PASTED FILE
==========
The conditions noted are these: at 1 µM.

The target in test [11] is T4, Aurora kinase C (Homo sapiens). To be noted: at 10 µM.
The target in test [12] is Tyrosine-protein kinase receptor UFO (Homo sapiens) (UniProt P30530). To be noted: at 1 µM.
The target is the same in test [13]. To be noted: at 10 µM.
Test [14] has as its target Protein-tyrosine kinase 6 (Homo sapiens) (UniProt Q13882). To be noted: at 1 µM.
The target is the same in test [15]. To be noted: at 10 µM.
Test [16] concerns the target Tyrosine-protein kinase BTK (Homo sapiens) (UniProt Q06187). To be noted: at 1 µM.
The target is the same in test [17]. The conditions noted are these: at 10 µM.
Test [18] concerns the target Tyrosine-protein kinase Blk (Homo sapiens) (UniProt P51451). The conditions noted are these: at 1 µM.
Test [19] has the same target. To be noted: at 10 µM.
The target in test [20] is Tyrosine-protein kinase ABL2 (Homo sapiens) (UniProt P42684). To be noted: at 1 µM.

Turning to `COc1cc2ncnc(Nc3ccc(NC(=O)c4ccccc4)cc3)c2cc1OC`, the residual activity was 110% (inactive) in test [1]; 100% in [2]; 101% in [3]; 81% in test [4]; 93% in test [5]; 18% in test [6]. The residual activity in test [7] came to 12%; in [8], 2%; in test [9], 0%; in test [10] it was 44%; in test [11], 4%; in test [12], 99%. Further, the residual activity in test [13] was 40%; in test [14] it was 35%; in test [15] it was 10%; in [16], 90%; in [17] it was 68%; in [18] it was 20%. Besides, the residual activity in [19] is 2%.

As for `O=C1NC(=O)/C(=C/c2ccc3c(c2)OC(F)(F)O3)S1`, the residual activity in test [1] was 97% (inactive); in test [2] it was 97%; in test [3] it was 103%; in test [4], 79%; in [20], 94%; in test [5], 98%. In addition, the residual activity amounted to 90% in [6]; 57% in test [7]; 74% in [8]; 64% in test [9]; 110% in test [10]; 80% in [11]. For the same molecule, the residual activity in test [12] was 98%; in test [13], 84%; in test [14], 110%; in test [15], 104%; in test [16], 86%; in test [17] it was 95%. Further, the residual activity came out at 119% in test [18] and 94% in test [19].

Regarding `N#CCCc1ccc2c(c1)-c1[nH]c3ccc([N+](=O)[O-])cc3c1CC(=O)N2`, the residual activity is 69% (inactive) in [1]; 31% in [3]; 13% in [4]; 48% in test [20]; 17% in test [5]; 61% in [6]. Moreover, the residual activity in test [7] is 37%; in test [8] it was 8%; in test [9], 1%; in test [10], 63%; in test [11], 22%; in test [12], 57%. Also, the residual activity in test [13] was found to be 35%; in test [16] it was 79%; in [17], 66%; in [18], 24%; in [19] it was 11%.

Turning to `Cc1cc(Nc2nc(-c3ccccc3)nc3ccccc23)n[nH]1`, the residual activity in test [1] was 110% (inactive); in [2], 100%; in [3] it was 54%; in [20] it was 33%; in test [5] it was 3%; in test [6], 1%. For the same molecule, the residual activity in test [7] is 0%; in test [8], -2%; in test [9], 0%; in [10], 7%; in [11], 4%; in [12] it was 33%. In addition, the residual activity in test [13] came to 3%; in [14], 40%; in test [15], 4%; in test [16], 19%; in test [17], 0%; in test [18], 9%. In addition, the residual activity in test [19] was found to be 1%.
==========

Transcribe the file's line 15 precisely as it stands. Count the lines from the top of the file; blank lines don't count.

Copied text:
Turning to `Cc1cc(Nc2nc(-c3ccccc3)nc3ccccc23)n[nH]1`, the residual activity in test [1] was 110% (inactive); in [2], 100%; in [3] it was 54%; in [20] it was 33%; in test [5] it was 3%; in test [6], 1%. For the same molecule, the residual activity in test [7] is 0%; in test [8], -2%; in test [9], 0%; in [10], 7%; in [11], 4%; in [12] it was 33%. In addition, the residual activity in test [13] came to 3%; in [14], 40%; in test [15], 4%; in test [16], 19%; in test [17], 0%; in test [18], 9%. In addition, the residual activity in test [19] was found to be 1%.